Thursday, March 19


1 : able to maintain oneself or itself without outside aid : capable of providing for one's own needs.

Thank you for your post Aunt Donna; you reminded me of one of the things I wanted to share on this blog, and that is ideas on how to be self-sufficient,
self-reliant, independent and prepared. I think in many things, as a society, we've strayed from the basics; and one of the scariest ones for me is just being able to take care of ourselves when push comes to shove.

Not long after we got married my husband got really into making sure we had 72 hour kits (emergency kits). Just in case of an emergency we could survive fairly comfortably for 72 hours, or longer.

We have 3 backpacks (one for my husband, one for me, and one for our children) packed with camping like necessities located near an exit to our home. For some reason this brings a little more security to me. In case of a house fire or earthquake we can possibly grab and run.

My husband spent hours going over lists he found on the internet and deciding what we already had and what we needed. This does not have to be expensive. Try to use what you have.

1. Start with an old backpack (or anything you don't mind carrying) that you are not using anymore, but still works. Make sure you have one for each member of the family. We doubled up because our children are still young.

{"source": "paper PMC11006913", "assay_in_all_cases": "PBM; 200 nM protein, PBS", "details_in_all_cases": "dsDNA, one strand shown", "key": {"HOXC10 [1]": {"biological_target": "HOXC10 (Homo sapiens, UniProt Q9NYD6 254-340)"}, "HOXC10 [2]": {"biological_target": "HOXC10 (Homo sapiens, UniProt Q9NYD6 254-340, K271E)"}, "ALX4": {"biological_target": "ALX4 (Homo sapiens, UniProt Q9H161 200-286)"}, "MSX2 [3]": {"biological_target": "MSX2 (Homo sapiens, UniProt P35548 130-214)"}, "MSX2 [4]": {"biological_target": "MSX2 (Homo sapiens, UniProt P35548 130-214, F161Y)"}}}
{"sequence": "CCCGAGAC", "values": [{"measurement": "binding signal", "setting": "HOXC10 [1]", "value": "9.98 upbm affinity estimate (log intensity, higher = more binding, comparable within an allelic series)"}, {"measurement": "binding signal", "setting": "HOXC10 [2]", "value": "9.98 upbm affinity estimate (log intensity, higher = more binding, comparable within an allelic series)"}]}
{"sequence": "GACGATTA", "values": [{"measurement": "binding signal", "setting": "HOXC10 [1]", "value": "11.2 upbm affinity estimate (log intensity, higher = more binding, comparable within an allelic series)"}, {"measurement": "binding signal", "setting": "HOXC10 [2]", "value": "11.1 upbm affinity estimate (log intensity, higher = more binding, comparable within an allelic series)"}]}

It doesn't have to be a backpack. I've seen some in 5 gallon buckets.

2. Find 2 or 3 lists and look them over. Decide what you need and could use. One of the lists I had listed books & games. Well I happened to have an extra copy of a book, extra Uno cards and a small travel game that I never remember to take traveling, so they went in.
Condense/combine into YOUR list for you.
There are a lot of lists out there. Here are a few examples: 1, 2, 3, 4, 5.

3. Pack your backpack/container. Get what you need and try to do it as cheaply as possible, without sacrificing too much on quality. You don't want it to fall apart the first time you try to use it. ;)
Yes I've had that experience.

4. Put it near an exit, yet not in the way. This can be a little tricky; however coat closets work great. Sometimes you can
shelter them in your backyard.

5. Change out the food every 6 months, if it is perishable.

I've been given some great advice on keeping a document binder the past couple of weeks, so I'll let you know about that sometime soon.

Remember, have fun doing this!
It is not meant to stress you out. It is meant to make you feel better!

1 comment:

Kristy said...

Thank you Jennie! I am getting the rest of my stuff together and this is great info!